Go to original in the Richmond Times-Dispatch.
The humanities will not go quietly. They won’t disappear unless and until we agree to be machines instead of persons. As long as we still ask about a past before we were born, or the lives of others in distant places, or the meaning of actions and objects we don’t understand, or the values by which we choose to live, there will be the humanities. You can starve them, but you can’t kill them off.
It’s important to stay reasonable as we discuss the future of universities, but now is also the time to be angry. The crudeness of the debate is unworthy; it has become shallow and sordid. This idea that the humanities are self-involved and impractical, preening and primping, is a cartoon that does not tell the truth. Elitist? Then why are students of every background and aspiration intent to study Descartes, Rembrandt, DuBois? Impractical? The record is clear: Business leaders preach the virtue of flexible thought that sees the possible surrounding the actual, and the Chinese now require liberal arts for first-year students across their country, in an effort to break the grip of rote learning. Jargon-ridden? Sometimes. But any field – from sailing to baking – develops a language of its own, opaque to newcomers.
You can find narcissists under any rock, but anyone who spends time in earnest conversation with students these days – young philosophers, classicists, religious and literary historians – knows that they are engaged and transformed by the subjects they study. And that students admire their instructors. Ask yourself: Why do they refuse to sell out – the ill-paid, hardworking young scholar/teachers? Why are they stubborn in their sense of calling? Why do students still testify to the way lives can change in a seminar on the French Revolution, Etruscan art, the Irish literary revival, the ethics of Aristotle?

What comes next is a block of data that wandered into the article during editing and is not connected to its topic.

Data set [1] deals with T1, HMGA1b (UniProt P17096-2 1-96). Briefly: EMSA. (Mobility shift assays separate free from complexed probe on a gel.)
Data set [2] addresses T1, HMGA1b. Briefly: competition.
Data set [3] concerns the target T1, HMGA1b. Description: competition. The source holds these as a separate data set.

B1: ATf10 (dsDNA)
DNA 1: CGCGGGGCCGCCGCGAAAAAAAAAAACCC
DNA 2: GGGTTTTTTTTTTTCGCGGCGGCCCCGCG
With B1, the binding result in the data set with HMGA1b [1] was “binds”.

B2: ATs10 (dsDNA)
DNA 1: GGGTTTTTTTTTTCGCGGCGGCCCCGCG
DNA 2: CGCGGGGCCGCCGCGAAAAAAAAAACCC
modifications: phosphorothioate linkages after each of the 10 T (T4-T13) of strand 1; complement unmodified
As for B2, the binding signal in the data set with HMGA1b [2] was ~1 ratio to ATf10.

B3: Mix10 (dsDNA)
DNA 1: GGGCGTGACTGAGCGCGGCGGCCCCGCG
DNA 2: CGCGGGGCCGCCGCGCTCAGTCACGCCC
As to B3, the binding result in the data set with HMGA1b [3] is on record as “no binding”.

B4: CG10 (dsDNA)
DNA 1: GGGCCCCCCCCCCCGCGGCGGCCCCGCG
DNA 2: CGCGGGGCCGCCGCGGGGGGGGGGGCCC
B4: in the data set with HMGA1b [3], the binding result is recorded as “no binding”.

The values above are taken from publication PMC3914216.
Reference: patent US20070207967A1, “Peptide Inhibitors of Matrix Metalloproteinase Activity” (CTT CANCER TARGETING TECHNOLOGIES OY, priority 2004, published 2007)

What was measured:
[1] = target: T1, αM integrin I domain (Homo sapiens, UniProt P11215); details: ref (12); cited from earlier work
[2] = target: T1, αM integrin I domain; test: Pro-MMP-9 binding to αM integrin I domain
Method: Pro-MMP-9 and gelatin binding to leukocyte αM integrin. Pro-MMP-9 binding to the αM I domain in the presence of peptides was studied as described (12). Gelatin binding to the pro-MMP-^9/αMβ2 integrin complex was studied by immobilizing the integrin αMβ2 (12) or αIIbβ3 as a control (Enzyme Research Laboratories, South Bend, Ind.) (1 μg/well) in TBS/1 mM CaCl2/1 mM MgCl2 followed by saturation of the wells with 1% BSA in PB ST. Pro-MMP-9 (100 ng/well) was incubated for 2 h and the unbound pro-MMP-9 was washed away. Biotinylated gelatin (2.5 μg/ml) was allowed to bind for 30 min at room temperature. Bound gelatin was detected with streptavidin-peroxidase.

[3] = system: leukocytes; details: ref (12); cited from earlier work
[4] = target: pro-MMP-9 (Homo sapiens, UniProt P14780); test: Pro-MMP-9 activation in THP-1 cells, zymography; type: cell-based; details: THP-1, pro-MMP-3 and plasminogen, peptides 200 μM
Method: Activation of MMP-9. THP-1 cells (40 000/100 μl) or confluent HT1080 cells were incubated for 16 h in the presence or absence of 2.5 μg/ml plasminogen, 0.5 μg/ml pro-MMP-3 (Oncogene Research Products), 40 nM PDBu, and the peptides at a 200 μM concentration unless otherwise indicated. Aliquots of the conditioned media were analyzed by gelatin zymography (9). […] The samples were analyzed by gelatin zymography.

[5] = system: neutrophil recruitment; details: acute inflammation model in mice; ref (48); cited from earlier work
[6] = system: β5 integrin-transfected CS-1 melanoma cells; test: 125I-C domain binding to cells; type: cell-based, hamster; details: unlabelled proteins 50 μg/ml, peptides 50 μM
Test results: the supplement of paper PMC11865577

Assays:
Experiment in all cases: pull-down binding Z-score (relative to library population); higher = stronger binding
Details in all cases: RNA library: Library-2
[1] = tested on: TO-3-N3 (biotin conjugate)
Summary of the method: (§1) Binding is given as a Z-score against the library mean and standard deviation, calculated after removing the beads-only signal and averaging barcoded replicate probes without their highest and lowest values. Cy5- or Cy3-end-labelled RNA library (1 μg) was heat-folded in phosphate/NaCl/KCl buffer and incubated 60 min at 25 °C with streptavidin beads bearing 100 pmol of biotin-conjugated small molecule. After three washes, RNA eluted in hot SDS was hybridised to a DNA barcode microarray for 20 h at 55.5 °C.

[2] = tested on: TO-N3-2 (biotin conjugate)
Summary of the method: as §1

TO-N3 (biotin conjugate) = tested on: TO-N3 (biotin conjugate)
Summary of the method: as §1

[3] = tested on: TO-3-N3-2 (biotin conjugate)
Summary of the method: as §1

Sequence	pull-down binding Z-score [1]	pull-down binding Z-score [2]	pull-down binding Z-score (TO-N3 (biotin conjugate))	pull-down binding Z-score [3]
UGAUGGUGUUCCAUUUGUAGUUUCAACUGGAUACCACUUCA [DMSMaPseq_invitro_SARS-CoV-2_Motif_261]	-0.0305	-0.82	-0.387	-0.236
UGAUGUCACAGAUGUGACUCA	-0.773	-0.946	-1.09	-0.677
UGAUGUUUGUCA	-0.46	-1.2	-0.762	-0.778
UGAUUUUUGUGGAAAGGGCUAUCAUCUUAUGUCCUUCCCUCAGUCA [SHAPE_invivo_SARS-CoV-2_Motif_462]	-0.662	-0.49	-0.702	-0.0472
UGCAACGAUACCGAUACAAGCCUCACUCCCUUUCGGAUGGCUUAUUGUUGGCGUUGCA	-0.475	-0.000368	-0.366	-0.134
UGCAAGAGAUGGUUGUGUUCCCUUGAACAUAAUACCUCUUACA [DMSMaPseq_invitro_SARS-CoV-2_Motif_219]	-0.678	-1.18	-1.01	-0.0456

What has skewed the debate is the absence of the very virtues taught in the humanities: patience, thoroughness, close attention, multiple perspectives, honest self-questioning. Yes, the STEM subjects (science, technology, engineering, mathematics) are indispensable. As we invent and make new things for our material flourishing, we need training and skills for more students. But who can doubt that we also need to comprehend the significance of what we make? What’s it for? How does it belong to our higher purposes? How does it fit within the wide context that surrounds our narrow band of life?
In fact, STEM and the humanities (HUMS) are close siblings. There is making and thinking on both sides. We learn from one another, stir each other to new ideas – physicists and historians, anthropologists and classicists, engineers and artists. Within the university, scientists and humanists have mutual, abiding respect. We share the cause of free inquiry that must follow its path to understanding, wherever it leads.
No making without meaning seems indisputable. Does anyone really want to live as an amnesiac, with no history to remember or future to project? No one wants to be lost in space and time, unsure of before and after, unclear about near and far. Everyone wants to express their thoughts with conviction and lucidity. We all need to compare ourselves to others; we need contexts for our actions. This is what the humanities give. Our subjects are anything but luxuries: They are the conditions of human thriving.
Nowadays, we specialize in the hysteria of false urgency. Everything will be changed by tomorrow, people say. We won’t need lecturers, who appear in the morning, fueled by coffee and vision, trying not only to teach their subjects but also to show in voice, gesture and glinting eyes why the subject matters. Everything can be online, we’re told. We don’t need to gather, to share the rhythm of thought, just because people have done this since Socrates met them in the agora.
I love the screens: They too have glinting eyes. Connections across waters and continents have changed my life, my teaching. As they change more, I’ll be there. But let’s not be hysterical. We still look more or less like those who lived thousands of years ago; our brains aren’t much faster; we still soften to a blazing sunset and search for words to explain the mystery. Really, what could be more arrogant than to think that the Transformation-of-Everything would happen in our lifetime?
The world is changing, but – sorry, anti-humanists – it’s still recognizable. If you come to a classroom (instead of imagining one), you’ll find that present-generation students resemble students of the past far more than they differ from them. Twitter hasn’t created robots. Students want to sift meanings, recover the past, articulate values, discover a vocation and fall in love.
Humanities Week will be held at U.Va. from April 8 through 12.
Michael Levenson, William B. Christian Professor of English at the University of Virginia, is director of the Institute of the Humanities and Global Cultures and author most recently of “Modernism.” He can be reached at firstname.lastname@example.org.